Great recommendation letters tell stories. There’s a nice piece up today on “Inside Higher Ed” written by John Warner entitled “I Sort of Like Writing Recommendation Letters.” In the piece, Mr. Warner discusses how several students approach him every year and ask him to write letters of recommendation for their post-college endeavors. Unlike many professors, Mr. Warner expresses that he actually enjoys writing letters of recommendation. But only if he actually can recommend the student strongly. He mentions that if he doesn’t think his letter would be extremely helpful to that student, he often let’s them know as much and that student then has the opportunity to choose someone else as their recommender.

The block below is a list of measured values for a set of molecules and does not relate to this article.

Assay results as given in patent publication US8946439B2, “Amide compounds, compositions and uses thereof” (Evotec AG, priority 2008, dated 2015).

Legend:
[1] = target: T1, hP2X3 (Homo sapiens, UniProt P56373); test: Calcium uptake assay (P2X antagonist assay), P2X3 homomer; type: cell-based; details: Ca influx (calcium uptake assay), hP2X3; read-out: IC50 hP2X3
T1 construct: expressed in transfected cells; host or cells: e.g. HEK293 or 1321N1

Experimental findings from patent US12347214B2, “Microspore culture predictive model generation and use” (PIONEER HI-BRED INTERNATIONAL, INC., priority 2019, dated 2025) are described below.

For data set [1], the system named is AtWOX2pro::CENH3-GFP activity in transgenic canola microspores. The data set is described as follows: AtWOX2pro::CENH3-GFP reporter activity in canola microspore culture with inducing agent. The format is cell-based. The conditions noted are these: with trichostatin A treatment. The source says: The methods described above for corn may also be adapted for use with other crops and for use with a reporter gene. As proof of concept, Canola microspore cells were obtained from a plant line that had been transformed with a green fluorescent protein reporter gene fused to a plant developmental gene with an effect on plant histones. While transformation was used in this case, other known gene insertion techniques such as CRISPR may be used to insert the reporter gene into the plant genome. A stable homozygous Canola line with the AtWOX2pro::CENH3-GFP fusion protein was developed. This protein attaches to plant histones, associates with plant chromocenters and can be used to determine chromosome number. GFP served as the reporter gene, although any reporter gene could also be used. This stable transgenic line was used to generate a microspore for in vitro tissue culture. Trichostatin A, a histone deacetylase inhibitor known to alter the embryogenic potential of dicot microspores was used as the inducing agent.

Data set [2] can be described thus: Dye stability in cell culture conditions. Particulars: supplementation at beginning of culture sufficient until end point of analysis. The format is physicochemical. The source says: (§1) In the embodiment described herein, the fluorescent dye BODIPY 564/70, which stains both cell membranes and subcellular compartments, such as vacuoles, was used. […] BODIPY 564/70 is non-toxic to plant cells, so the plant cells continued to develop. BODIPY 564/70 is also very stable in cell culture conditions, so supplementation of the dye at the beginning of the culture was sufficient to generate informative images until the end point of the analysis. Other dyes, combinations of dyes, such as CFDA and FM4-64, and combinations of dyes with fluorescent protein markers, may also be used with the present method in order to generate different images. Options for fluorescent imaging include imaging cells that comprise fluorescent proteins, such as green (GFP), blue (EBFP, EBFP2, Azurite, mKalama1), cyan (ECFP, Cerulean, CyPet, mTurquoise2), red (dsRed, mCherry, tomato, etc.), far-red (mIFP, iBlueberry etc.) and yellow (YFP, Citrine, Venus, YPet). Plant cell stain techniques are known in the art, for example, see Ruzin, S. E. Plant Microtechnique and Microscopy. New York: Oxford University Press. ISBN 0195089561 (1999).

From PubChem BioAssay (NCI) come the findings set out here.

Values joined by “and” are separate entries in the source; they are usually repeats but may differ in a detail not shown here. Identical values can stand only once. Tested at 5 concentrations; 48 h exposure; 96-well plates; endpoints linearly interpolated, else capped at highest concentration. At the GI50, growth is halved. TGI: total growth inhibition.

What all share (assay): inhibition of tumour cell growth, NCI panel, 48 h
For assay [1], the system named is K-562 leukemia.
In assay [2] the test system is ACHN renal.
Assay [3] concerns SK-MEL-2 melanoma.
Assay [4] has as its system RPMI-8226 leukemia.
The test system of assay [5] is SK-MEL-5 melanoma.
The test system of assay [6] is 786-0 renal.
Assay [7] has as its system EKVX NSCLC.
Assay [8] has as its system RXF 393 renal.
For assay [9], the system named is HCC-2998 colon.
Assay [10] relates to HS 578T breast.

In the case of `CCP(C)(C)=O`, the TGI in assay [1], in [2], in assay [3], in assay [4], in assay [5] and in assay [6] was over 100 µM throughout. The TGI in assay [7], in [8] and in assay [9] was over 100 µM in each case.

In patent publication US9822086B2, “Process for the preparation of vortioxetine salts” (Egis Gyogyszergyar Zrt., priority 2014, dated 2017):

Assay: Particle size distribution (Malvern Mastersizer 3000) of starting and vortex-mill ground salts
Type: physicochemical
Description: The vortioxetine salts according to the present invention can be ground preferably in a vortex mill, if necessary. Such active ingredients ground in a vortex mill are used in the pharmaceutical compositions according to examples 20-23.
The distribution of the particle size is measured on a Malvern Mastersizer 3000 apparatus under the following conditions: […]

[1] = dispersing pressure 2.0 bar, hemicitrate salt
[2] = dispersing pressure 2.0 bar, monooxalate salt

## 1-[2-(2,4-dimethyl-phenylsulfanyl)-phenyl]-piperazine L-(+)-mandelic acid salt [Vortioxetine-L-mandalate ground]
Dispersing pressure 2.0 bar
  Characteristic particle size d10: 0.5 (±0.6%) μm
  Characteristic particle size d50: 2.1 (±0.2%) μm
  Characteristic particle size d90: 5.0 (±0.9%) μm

Mr. Warner also discusses the style of his letters of recommendation. He can’t stand writing template letters. Who can? And nobody — and we mean nobody — enjoys reading a template letter of recommendation. It comes across immediately. Instead, Mr. Warner enjoys telling a story about that student. Stories are fantastic for letters of recommendation! Stories stick in the mind with admissions officers. While Mr. Warner mentions that he sometimes doesn’t remember what a student says in class and such, he almost always remembers how they write and what they write about.
We urge teachers and school counselors to take Mr. Warner’s advice and share narratives in their letters of recommendation. Don’t just write paragraphs that read something like this: “John is an excellent student. He received all A’s on his exams.” Admissions officers can see a student’s grades on his/her transcript. Follow the lead of Mr. Warner and dare to be creative!